The recent works by nonveterans can have a similar power, as anyone who has been to Maya Lin’s Vietnam Veterans Memorial in Washington, D.C., knows. Nancy Floyd’s 1986 memorial to her brother, who was killed in action in 1969, is a heartbreaking collection of objects–his diary, letters, goofy notes, Vietnam snapshots, and a copy of President Nixon’s condolence letter. Viewers can take with them a photocopy of the personal-property inventory that was sent to his father–a short, devastating list. The two Vietnamese refugee artists have also reconstructed their memories. In 1985 Hanh Thi Pham worked with Richard Turner to make photographs of staged scenes that contrast obvious American cultural symbols with unfathomable Vietnamese ones. In Chi Le’s The Butcher Shop (1984), vaguely human chunks of flesh hang over a blood-spattered counter, a scene modeled on an actual shop near her family’s home in Vietnam. “I thought back to that, and I thought of the war,” she states. “The meat of animals we eat looks exactly like the meat of people who blow up with bomb.”

Wendy Watriss brings memories of the war into the present with her series of somber black-and-white photographs (1980-83) chronicling the effects of Agent Orange. Daniel Salmon of San Antonio, a shrunken figure with an old man’s gnarled hands, stands in front of a photo of himself as he once was. Richard Sutton of Los Angeles holds on his lap his crippled daughter, who will never walk. There are also works that refer to recent events in Central America, such as Jerry Kearns’s El Norte (1987), a “portrait” of Oliver North set against the skulls of Khmer Rouge Cambodia. And Sue Coe’s War Train (1986) refers to the Vietnam vets who make up a huge percentage of the homeless in this country.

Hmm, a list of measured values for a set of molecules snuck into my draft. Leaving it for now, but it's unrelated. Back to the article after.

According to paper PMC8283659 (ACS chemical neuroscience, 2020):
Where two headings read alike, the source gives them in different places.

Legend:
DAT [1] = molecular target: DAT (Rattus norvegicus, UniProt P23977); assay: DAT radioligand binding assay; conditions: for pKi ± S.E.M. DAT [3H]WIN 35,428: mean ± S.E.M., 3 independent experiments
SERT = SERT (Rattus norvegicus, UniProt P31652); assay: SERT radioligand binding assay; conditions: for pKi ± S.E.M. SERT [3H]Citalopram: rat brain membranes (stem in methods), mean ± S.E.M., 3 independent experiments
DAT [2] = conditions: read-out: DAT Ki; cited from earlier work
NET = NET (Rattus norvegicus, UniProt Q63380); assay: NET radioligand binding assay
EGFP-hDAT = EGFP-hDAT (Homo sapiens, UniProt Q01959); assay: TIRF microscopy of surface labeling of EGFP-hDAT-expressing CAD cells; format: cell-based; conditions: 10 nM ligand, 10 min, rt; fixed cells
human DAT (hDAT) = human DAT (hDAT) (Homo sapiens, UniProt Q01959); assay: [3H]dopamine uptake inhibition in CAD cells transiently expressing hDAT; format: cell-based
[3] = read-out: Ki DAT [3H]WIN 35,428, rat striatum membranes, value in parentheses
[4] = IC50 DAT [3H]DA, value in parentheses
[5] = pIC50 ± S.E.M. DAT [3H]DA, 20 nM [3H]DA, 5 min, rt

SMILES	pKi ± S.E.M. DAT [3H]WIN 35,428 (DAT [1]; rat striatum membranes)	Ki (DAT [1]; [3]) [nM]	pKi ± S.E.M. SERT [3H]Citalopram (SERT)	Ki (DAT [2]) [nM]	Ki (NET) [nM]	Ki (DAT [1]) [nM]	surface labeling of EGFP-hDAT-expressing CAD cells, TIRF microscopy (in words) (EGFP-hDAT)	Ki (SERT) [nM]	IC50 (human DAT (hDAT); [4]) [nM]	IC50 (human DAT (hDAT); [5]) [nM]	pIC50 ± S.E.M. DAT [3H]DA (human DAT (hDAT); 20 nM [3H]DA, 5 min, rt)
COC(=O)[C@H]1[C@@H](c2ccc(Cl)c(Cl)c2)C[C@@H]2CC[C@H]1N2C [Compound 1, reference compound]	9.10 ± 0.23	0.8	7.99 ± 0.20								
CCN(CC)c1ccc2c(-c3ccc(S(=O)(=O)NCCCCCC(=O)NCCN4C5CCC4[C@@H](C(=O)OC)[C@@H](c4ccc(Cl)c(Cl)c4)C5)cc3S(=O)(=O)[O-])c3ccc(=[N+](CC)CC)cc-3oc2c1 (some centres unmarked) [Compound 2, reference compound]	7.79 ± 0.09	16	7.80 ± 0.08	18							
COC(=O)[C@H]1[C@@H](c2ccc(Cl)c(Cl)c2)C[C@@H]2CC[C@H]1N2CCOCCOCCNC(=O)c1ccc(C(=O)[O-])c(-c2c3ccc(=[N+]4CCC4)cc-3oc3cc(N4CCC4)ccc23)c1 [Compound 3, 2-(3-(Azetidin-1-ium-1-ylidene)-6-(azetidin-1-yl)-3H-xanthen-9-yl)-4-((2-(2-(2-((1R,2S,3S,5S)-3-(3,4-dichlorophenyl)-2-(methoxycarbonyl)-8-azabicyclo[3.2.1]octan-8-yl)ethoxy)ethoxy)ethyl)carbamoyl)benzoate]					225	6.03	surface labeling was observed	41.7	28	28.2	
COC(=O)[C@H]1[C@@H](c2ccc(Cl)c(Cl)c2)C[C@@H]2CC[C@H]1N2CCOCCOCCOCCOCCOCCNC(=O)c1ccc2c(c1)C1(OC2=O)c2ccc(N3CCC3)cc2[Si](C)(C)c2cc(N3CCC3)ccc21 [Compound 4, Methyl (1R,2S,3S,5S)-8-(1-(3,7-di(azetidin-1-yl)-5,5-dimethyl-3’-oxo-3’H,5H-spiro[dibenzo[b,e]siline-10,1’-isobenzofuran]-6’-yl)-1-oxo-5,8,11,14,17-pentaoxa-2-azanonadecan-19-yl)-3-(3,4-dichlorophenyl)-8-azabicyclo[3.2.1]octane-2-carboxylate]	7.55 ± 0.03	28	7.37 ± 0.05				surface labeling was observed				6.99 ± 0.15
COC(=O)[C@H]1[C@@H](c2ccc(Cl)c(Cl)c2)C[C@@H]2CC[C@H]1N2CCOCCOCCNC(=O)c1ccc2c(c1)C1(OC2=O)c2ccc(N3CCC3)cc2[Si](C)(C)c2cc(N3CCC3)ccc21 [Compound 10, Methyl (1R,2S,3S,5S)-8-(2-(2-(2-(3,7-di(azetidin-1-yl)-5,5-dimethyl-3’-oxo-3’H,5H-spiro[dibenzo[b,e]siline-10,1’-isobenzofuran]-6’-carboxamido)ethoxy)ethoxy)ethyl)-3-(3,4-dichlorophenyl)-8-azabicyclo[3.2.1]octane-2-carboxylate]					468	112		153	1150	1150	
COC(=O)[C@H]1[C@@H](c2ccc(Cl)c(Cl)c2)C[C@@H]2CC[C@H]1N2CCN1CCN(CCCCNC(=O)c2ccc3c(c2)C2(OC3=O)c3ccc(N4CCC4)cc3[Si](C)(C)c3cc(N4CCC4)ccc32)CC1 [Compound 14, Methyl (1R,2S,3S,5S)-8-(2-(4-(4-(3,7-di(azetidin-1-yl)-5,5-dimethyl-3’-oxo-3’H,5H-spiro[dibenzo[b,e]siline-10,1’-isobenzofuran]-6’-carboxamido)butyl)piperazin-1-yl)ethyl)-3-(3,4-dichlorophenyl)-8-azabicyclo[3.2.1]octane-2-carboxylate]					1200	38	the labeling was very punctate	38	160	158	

Perhaps it is a reflection of current American sensibilities that most of the art in this exhibit looks backward in time, and inward. When the Vietnam war ended for the American soldier, most Americans–including the civilians who protested loudest against the war–sank Southeast Asia, along with the veterans, deep in their memories. Unwilling or unable to accept their share of responsibility for the 58,000 Americans killed in the war and the many more traumatized by it, they couldn’t possibly acknowledge that at least 2,000,000 Vietnamese, 200,000 Cambodians, and 100,000 Lao also were killed, an estimated 75 percent of them civilians. And the American public still has enormous difficulty accepting more than token responsibility for the continuation of the conflict by other means–thousands of Vietnamese who fought against the communist takeover are still in reeducation camps; thousands more still die trying to escape in boats; hundreds of thousands of Vietnamese, Lao, and Cambodian refugees wither in camps in Thailand, Malaysia, and Hong Kong; and the Khmer Rouge, after years of tacit U.S. support, are now hacking their way back to power.

Yet this exhibit may be part of a growing willingness among Americans to rake through their memories, to face the pain in the hope of purging it. Michael Aschenbrenner’s 1982 sculpture Damaged Bone Series: Chronicles 1968 is one of the subtlest, most moving works in this exhibit. On a section of wall, 24 segments of glass leg bones and joints are hung together, though without touching (Aschenbrenner’s leg was badly injured in a parachute jump during the Tet offensive in 1968). Some of the glass bone fragments are softly colored, pastel green and blue, and some are hard, black and red. Others are clear. The ends are snapped off sharp and so they glisten, but most of the surfaces have been scoured to roughen and soften them. Every segment of bone is twisted, bent, or deformed in some way–but every one is also splinted with small branches or held tight by a wire and turnbuckle. All are gently bound by tape or by cloth and string. Such bones will heal, though the body will limp.